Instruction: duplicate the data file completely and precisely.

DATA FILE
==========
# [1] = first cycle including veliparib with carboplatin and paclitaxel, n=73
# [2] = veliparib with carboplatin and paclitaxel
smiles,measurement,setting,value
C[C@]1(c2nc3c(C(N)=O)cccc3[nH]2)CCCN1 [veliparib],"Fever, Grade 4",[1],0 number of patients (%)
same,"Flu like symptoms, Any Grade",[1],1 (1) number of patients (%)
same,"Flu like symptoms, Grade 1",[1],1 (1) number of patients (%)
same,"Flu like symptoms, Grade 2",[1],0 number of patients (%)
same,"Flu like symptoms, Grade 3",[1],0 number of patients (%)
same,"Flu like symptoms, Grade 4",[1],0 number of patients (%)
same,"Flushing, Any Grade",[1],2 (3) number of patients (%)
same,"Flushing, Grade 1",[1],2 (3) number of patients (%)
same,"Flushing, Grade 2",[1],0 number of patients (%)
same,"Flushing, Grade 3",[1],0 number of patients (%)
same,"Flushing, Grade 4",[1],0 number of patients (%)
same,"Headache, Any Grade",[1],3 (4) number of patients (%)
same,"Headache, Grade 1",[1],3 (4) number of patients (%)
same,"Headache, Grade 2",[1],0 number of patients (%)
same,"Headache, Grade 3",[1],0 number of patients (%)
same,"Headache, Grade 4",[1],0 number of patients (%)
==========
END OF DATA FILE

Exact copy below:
# [1] = first cycle including veliparib with carboplatin and paclitaxel, n=73
# [2] = veliparib with carboplatin and paclitaxel
smiles,measurement,setting,value
C[C@]1(c2nc3c(C(N)=O)cccc3[nH]2)CCCN1 [veliparib],"Fever, Grade 4",[1],0 number of patients (%)
same,"Flu like symptoms, Any Grade",[1],1 (1) number of patients (%)
same,"Flu like symptoms, Grade 1",[1],1 (1) number of patients (%)
same,"Flu like symptoms, Grade 2",[1],0 number of patients (%)
same,"Flu like symptoms, Grade 3",[1],0 number of patients (%)
same,"Flu like symptoms, Grade 4",[1],0 number of patients (%)
same,"Flushing, Any Grade",[1],2 (3) number of patients (%)
same,"Flushing, Grade 1",[1],2 (3) number of patients (%)
same,"Flushing, Grade 2",[1],0 number of patients (%)
same,"Flushing, Grade 3",[1],0 number of patients (%)
same,"Flushing, Grade 4",[1],0 number of patients (%)
same,"Headache, Any Grade",[1],3 (4) number of patients (%)
same,"Headache, Grade 1",[1],3 (4) number of patients (%)
same,"Headache, Grade 2",[1],0 number of patients (%)
same,"Headache, Grade 3",[1],0 number of patients (%)
same,"Headache, Grade 4",[1],0 number of patients (%)